Linn-Rasker SP et al. (2006) Smoking is a risk factor for anti-CCP antibodies only in rheumatoid arthritis patients who carry HLA-DRB1 shared epitope alleles. Ann Rheum Dis 65: 366–371

    CAS  Article  Google Scholar 

  33. 33

    Criswell LA et al. (2006) Smoking interacts with genetic risk factors in the development of rheumatoid arthritis among older Caucasian women. Ann Rheum Dis 65: 1163–1167

    CAS  Article  Google Scholar 

  34. 34

    Papadopoulos NG et al. (2005) Does cigarette smoking influence disease expression, activity and severity in early rheumatoid arthritis patients?. Clin Exp Rheumatol 23: 861–866

    CAS  PubMed  Google Scholar 

  35. 35

    Nyhäll-Wåhlin BM et al. (2006) Smoking is a strong risk factor for rheumatoid nodules in early rheumatoid arthritis. Ann Rheum Dis 65: 601–606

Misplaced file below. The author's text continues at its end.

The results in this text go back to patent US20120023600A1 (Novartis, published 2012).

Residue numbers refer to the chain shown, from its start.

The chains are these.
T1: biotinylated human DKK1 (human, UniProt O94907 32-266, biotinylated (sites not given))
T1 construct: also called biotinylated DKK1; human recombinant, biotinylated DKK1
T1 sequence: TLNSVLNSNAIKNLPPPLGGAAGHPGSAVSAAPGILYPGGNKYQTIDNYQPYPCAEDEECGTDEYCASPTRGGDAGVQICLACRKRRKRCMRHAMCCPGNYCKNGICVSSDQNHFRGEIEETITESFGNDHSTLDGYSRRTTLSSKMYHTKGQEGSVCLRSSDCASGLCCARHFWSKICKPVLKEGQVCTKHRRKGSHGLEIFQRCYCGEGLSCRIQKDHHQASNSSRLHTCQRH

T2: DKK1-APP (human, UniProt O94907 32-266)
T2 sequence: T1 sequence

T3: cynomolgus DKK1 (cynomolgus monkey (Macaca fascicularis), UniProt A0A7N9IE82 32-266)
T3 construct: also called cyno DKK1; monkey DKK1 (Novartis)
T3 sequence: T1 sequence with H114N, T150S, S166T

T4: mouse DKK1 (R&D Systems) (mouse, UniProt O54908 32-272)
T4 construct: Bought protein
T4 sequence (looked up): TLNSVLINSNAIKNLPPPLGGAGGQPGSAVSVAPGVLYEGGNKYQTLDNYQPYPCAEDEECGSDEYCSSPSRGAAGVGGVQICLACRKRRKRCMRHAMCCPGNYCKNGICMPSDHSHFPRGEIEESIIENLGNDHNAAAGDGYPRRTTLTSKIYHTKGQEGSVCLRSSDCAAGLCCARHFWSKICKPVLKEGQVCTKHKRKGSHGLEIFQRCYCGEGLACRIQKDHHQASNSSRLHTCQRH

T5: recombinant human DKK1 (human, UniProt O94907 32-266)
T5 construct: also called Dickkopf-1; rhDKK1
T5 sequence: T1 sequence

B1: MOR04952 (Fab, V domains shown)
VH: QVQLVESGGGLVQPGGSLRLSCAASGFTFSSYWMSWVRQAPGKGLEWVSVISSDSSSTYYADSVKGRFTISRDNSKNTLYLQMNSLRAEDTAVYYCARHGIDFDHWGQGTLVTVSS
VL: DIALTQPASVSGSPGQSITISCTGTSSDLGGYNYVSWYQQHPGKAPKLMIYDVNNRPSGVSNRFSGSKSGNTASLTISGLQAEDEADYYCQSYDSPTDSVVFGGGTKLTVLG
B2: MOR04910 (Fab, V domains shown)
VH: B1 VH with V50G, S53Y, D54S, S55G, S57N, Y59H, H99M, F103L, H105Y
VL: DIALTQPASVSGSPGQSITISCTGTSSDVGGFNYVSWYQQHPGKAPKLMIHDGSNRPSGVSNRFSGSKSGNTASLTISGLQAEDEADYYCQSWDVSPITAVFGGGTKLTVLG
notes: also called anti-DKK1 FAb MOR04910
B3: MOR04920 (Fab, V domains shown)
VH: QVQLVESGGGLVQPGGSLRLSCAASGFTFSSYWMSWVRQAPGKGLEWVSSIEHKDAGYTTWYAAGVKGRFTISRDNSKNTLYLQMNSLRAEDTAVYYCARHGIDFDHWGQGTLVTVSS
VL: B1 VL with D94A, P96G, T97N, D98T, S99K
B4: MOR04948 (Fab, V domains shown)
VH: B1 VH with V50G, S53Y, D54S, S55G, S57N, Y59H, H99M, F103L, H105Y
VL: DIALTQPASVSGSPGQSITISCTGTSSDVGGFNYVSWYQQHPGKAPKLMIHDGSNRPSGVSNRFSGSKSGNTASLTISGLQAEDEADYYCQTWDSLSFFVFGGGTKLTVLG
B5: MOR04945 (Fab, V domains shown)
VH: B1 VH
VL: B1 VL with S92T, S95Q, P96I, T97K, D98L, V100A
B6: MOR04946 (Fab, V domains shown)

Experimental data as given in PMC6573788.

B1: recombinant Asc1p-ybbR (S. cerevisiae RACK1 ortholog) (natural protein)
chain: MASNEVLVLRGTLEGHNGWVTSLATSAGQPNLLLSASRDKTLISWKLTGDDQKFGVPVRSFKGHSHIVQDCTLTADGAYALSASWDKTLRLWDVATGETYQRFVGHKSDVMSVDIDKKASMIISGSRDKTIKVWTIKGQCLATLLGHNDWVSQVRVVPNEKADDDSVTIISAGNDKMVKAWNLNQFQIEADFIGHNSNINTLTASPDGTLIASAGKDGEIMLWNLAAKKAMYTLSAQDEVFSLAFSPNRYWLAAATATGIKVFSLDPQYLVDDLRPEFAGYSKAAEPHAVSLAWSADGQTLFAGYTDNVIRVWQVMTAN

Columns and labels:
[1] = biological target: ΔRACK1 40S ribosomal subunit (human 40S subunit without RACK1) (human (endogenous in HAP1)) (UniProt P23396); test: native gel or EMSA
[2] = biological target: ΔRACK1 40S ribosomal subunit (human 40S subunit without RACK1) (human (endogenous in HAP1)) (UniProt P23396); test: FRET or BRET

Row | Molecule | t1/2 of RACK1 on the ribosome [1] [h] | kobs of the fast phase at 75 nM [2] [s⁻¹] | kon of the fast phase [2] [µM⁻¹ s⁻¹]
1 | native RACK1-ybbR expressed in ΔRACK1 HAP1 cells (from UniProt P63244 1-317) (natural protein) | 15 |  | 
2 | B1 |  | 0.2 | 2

Article  Google Scholar 

  36. 36

    Manfredsdottir VF et al. (2006) The effects of tobacco smoking and rheumatoid factor seropositivity on disease activity and joint damage in early rheumatoid arthritis. Rheumatology (Oxford) 45: 734–740

    CAS  Article  Google Scholar 

  37. 37

    Hyrich KL et al. (2006) Predictors of response to anti-TNF-alpha therapy among patients with rheumatoid arthritis: results from the British Society for Rheumatology Biologics Register. Rheumatology (Oxford) 45: 1558–1565

    CAS  Article  Google Scholar 

  38. 38

    Glossop JR et al. (2006) Association between cigarette smoking and release of tumour necrosis factor alpha and its soluble receptors by peripheral blood mononuclear cells in patients with rheumatoid arthritis. Rheumatology (Oxford) 45: 1223–1229

    CAS  Article  Google Scholar 

  39. 39